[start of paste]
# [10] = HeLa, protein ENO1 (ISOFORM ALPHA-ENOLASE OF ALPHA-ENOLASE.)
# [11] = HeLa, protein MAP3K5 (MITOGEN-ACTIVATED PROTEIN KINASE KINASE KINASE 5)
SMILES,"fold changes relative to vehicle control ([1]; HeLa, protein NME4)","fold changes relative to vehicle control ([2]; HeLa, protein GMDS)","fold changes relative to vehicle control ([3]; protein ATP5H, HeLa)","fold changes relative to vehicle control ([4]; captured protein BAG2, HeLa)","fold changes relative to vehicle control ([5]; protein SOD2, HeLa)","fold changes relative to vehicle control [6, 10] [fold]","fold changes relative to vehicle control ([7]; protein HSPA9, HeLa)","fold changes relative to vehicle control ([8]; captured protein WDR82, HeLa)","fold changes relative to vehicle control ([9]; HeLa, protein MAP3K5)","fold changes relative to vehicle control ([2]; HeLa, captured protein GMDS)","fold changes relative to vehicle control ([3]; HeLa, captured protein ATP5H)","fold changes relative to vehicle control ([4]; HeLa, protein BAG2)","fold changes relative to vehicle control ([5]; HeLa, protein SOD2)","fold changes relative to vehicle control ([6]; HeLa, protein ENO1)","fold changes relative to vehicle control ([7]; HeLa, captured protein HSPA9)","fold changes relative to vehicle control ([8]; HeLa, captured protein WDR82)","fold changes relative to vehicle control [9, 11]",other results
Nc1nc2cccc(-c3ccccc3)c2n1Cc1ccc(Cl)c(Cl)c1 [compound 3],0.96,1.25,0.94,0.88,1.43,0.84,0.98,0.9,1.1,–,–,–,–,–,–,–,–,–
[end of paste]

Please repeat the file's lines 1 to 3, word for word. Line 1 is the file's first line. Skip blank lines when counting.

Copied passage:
# [10] = HeLa, protein ENO1 (ISOFORM ALPHA-ENOLASE OF ALPHA-ENOLASE.)
# [11] = HeLa, protein MAP3K5 (MITOGEN-ACTIVATED PROTEIN KINASE KINASE KINASE 5)
SMILES,"fold changes relative to vehicle control ([1]; HeLa, protein NME4)","fold changes relative to vehicle control ([2]; HeLa, protein GMDS)","fold changes relative to vehicle control ([3]; protein ATP5H, HeLa)","fold changes relative to vehicle control ([4]; captured protein BAG2, HeLa)","fold changes relative to vehicle control ([5]; protein SOD2, HeLa)","fold changes relative to vehicle control [6, 10] [fold]","fold changes relative to vehicle control ([7]; protein HSPA9, HeLa)","fold changes relative to vehicle control ([8]; captured protein WDR82, HeLa)","fold changes relative to vehicle control ([9]; HeLa, protein MAP3K5)","fold changes relative to vehicle control ([2]; HeLa, captured protein GMDS)","fold changes relative to vehicle control ([3]; HeLa, captured protein ATP5H)","fold changes relative to vehicle control ([4]; HeLa, protein BAG2)","fold changes relative to vehicle control ([5]; HeLa, protein SOD2)","fold changes relative to vehicle control ([6]; HeLa, protein ENO1)","fold changes relative to vehicle control ([7]; HeLa, captured protein HSPA9)","fold changes relative to vehicle control ([8]; HeLa, captured protein WDR82)","fold changes relative to vehicle control [9, 11]",other results